Masked superheroes save the female nude

The Guerilla Girls bring their fierce feminism to the University this week

Emily Garber

The Guerrilla Girls give you a choice.

You can join a mass of women picketing or you can throw on a gorilla mask, adopt the name of a dead female artist and send estrogen supplements to the White House.

The Guerilla Girls are the second, and better, option. The Guerilla Girls expose sexism and racism in the white-male dominated world of Western art and film, all while inspiring a few chuckles and making people mad.

The anonymous artist collective doesn’t fiddle with letters, seminars or compromise. It skips the getting-to-know-you stage other feminists use to gain respect. They frown upon the stereotype of the somber feminist, fighting back with “facts, humor and fake fur.”

The Office for University Women brings the Guerilla Girls to the University as a part of Women’s History Month. The performance will center on sexism in the art and sciences.

“We look for performances that are entertaining yet thought provoking,” said Claire Walter-Marchetti, director of the Office for University Women, “and they definitely provide both.”

Established in 1985, the Guerilla Girls initially were a response to the Museum of Modern Art in New York’s opening of “An International Survey of Painting and Sculpture” What was supposed to be a synopsis of the most significant contemporary art at the time turned out to be a showcase for racism and sexism. Of 169 artists, all were white, either from Europe or the United States, and only 13 were female.

A group of female activists and artists, hopelessly searching for a reason behind the madness, decided to blame everyone. They covered New York with posters exposing the sexist records of art dealers, critics and collectors. They drew attention from the people who ignored the picket signs.

These posters have since attacked issues such as female nudity, female artists’ salaries, beauty expectations in Hollywood and female-to-male ratios in the film and arts industries.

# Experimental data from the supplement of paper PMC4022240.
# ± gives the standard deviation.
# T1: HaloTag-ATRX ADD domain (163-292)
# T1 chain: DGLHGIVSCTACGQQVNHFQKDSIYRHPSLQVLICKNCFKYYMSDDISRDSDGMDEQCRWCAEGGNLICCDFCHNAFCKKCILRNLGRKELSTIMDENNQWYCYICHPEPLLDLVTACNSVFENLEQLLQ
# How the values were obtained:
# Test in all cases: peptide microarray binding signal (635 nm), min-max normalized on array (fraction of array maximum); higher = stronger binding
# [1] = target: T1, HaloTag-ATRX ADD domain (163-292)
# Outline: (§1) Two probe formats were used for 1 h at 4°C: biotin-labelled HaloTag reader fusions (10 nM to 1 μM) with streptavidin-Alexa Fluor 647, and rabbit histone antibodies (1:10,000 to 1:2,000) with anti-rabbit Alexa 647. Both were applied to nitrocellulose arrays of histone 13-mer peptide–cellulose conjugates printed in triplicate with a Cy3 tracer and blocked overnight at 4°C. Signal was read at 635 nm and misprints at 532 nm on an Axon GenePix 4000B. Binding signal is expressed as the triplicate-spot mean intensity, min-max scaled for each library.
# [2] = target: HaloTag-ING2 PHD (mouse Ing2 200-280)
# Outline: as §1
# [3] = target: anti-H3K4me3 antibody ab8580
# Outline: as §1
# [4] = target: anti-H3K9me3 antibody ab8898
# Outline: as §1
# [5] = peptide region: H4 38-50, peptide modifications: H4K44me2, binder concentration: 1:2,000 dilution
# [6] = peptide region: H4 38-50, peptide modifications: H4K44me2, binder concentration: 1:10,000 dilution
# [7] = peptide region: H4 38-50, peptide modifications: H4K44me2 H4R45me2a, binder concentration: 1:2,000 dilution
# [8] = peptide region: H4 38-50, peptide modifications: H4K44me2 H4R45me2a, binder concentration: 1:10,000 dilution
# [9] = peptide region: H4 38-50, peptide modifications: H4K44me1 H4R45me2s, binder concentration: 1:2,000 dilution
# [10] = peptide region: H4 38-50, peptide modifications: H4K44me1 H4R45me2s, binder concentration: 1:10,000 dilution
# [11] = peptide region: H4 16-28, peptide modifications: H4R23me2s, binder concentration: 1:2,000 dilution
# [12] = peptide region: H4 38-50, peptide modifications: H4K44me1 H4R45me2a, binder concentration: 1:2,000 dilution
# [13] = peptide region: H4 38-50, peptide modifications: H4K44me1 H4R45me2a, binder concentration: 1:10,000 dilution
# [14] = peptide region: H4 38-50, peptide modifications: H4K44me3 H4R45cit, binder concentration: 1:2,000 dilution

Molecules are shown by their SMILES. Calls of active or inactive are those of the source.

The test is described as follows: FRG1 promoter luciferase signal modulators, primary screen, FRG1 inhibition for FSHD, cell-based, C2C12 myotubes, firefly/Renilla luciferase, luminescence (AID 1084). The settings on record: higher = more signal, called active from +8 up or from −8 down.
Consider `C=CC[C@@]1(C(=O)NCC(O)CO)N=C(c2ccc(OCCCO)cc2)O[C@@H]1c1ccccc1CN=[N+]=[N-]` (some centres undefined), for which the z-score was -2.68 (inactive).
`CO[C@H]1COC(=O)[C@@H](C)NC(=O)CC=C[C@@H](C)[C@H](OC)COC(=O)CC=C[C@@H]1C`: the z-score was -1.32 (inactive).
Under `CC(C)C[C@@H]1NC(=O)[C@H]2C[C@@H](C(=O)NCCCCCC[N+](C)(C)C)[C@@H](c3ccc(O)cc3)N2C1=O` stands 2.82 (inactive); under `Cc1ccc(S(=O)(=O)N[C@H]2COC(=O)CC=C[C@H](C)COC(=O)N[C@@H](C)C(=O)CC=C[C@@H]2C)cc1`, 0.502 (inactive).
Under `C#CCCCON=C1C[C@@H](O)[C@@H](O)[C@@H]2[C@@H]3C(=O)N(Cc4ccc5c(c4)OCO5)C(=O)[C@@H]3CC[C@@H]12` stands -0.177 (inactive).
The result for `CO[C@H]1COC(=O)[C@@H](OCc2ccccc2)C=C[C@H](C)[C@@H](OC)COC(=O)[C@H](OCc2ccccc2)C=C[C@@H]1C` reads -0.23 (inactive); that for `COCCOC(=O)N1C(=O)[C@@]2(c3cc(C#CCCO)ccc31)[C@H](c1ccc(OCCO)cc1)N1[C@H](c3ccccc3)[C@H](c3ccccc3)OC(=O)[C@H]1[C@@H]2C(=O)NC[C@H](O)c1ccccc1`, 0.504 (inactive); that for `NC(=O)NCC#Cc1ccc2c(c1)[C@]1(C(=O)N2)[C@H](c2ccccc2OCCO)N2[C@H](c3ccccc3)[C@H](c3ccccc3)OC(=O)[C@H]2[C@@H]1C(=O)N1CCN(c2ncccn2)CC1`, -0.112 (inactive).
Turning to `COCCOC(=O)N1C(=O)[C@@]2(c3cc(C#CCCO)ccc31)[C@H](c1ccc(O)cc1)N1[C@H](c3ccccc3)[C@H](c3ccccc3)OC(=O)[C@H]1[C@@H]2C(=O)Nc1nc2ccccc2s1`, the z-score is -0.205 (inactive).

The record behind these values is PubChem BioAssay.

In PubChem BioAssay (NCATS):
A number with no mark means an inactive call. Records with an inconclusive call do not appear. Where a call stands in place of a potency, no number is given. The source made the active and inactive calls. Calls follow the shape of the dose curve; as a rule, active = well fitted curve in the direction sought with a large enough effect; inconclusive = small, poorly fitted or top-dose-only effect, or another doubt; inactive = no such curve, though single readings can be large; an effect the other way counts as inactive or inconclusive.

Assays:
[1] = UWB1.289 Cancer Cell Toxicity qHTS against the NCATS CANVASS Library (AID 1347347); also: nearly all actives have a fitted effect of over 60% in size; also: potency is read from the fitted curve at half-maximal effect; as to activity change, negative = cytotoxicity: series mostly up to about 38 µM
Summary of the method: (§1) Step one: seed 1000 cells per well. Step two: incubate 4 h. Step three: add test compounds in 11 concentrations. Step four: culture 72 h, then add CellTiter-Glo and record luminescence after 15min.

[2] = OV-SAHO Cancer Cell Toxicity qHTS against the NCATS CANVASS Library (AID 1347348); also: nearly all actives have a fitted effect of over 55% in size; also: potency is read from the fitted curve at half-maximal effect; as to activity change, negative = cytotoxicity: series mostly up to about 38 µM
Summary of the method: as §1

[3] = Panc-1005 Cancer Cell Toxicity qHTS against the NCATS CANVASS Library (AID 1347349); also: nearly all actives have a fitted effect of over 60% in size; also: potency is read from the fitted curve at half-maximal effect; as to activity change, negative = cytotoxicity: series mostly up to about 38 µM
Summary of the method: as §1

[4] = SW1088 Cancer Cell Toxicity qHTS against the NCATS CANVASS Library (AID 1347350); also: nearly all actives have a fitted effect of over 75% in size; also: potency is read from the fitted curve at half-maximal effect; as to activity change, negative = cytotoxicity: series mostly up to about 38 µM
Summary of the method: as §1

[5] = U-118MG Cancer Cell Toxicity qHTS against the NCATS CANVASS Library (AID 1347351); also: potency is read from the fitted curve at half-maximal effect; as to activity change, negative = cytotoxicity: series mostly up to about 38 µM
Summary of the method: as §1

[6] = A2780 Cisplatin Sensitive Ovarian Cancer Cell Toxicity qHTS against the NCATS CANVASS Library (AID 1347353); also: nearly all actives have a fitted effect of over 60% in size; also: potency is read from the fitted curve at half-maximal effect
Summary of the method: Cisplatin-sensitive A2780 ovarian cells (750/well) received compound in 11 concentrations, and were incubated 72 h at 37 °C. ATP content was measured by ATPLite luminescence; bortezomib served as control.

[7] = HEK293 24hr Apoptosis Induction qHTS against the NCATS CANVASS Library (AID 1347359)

For instance, women make up 14 percent of senators yet only 4 percent of film directors. On one of their posters, the Guerrilla Girls gallantly state, “Even the U.S. Senate is more progressive than Hollywood.”

“Women have been marginalized and kept out of certain places of power and influence,” said Walter-Marchetti. “The Guerrilla Girls want to change that.”

Many of the women are artists trying to establish their own name in the art scene. By donning gorilla masks, they are not only able to separate their activism from their work, but also to take the focus away from the identity of the messengers and put it on the actual messages.

With the masks, the Guerilla Girls have joined the long tradition of masked avengers, like Robin Hood, the Lone Ranger and, of course, Catwoman.

Nearly every aspect of the Guerilla Girls’ disposition, including the gorilla masks, is meant to aggravate. The word guerilla, or armed resistance, is used to inspire fear of who the Guerilla Girls are and when they will “strike” next.

“Girl,” a term condemned by so many feminists for its connotations of immaturity and incapability, is used in the same way gay rights activists use “queer.” For a Guerrilla Girl to reclaim this word means it can’t be used against her.

The pseudonyms, names like Frida Kahlo, Gertrude Stein and Georgia O’Keeffe, are used to uphold the anonymity of the Guerrilla Girls, while at the same time reinforcing past artists’ presence in history.

The Guerilla Girls published their first book, “Confessions of the Guerilla Girls,” in 1995, and since have come out with “The Guerrilla Girls’ Bedside Companion to the History of Western Art” and “Bitches, Bimbos and Ballbreakers: The Guerrilla Girls’ Illustrated Guide to Female Stereotypes.” Each has sold tens of thousands of copies, changing the arts and film scene one reader at a time.

The Guerilla Girls have toured the country, stirring audiences with their jungle drag and subversive skits. These speeches and workshops have empowered the audience; succeeding at something many feminist movements have attempted to do in the past.

So maybe that’s all it takes to inspire change. Why doesn’t every radical movement employ a bunch of monkeys from New York City to count penises in the art museums? It’d be movement enough just to see what comes of it.